Mitchell releases latest EV collision trends report

Mitchell releases latest EV collision trends report

Mitchell's report revealed EV total loss rates and intricacies in collision repair costs compared to ICE vehicles.

Mitchell has released its latest trends report: Plugged-In: EV Collision Insights, examining the total loss frequency for electric and ICE automobiles. In the U.S. and Canada from Q1 to Q3 2023, the EV total loss rate was 7.25% for models 2020 and newer. Luxury ICE automobiles manufactured over the same time period and with a comparable actual cash value (ACV) had a rate of 7.47% versus 8.49% for all ICE vehicles.

“Many believe that auto insurers are writing EVs off as a total loss more often than their ICE counterparts of a similar model year and ACV, even with only minor damage,” Ryan Mandell, director of claims performance at Mitchell, said. “Our data simply does not support that conclusion. In fact, even though an EV’s lithium-ion battery significantly increases the likelihood of a total loss outcome, we do not see these automobiles declared total losses more often than ICE alternatives.”

Along with total loss frequency, the Q3 2023 Mitchell report documents the difference between EV and ICE automobiles:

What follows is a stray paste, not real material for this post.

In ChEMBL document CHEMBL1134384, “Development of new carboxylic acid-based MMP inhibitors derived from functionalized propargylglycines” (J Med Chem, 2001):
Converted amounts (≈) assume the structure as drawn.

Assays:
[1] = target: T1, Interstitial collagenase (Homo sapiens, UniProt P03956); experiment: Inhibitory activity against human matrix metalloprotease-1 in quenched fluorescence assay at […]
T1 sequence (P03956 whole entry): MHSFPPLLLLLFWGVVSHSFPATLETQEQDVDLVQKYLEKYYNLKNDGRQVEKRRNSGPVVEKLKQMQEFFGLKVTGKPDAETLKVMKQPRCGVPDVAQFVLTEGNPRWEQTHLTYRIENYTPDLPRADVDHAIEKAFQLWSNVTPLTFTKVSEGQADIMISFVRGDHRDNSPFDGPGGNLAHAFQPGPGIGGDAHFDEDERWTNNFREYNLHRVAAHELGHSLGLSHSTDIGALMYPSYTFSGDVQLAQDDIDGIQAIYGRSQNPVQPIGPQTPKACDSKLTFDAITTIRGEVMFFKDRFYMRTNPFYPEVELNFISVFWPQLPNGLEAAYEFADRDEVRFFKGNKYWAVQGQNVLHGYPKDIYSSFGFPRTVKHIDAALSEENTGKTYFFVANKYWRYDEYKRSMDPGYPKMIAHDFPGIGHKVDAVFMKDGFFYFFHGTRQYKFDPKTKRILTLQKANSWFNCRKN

• Labor: Labor for EVs represented nearly half the cost of the total collision repair (49.66%) as compared to ICE alternatives (41%), equating to more than six additional labor hours per job, Mitchell reported.
  • Claims severity: Repair costs for all EVs continue to trend higher than those for gasoline-powered vehicles, with a differential of $950 in the U.S. and $1,301 in Canada. Michell said these numbers are expected to grow in the coming months as supplements are written.
  • Parts usage and repair: OEM parts are the standard for EV repair with 88.85% of repairable EVs using parts provided by the vehicle manufacturer versus 67.48% for ICE alternatives.

The Plugged-In: EV Collision Insights report also highlights a modest increase from Q2 in claims volume for repairable EVs of 1.86% in the U.S. and 3.14% in Canada. The top North American regions for EV collisions—British Columbia, California and Quebec—saw increases in claims frequency as well, Mitchell said.

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